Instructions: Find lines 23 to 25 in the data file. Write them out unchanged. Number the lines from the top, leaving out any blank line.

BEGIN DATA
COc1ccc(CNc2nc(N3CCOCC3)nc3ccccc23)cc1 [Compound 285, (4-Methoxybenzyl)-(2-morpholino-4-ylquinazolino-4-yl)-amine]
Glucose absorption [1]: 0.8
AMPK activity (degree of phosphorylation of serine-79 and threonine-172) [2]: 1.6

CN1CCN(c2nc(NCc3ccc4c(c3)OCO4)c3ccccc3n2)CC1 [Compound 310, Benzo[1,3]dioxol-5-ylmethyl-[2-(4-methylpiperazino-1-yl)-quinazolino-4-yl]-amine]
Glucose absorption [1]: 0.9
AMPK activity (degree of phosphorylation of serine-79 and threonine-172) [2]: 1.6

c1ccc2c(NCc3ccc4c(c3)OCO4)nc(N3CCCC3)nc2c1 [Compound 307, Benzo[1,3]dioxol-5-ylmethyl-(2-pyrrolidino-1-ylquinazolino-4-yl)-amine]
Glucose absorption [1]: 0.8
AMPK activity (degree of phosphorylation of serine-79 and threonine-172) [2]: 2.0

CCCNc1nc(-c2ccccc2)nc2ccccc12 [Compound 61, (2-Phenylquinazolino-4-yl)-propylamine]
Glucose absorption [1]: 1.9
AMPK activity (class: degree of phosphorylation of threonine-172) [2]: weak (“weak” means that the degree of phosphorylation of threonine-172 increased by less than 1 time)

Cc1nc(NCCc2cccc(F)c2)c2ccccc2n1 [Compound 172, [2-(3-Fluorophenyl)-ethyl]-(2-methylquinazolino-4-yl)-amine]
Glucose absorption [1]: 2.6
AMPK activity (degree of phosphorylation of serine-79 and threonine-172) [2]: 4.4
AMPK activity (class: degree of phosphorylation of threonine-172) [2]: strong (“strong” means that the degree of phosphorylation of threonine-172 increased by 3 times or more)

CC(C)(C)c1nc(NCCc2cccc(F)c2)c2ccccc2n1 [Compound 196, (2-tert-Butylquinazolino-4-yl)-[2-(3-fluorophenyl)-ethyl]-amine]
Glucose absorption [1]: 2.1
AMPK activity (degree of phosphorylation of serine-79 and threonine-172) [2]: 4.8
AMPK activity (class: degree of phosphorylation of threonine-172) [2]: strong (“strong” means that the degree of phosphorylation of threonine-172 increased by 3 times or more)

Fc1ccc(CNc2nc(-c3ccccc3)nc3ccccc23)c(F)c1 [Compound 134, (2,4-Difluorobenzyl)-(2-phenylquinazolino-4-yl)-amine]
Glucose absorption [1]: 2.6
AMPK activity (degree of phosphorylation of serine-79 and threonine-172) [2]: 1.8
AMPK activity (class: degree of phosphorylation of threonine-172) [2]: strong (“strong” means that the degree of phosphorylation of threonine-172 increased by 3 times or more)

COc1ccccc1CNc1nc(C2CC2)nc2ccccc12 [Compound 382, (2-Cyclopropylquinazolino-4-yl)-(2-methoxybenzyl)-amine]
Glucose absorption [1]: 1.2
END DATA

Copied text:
AMPK activity (degree of phosphorylation of serine-79 and threonine-172) [2]: 1.8
AMPK activity (class: degree of phosphorylation of threonine-172) [2]: strong (“strong” means that the degree of phosphorylation of threonine-172 increased by 3 times or more)

COc1ccccc1CNc1nc(C2CC2)nc2ccccc12 [Compound 382, (2-Cyclopropylquinazolino-4-yl)-(2-methoxybenzyl)-amine]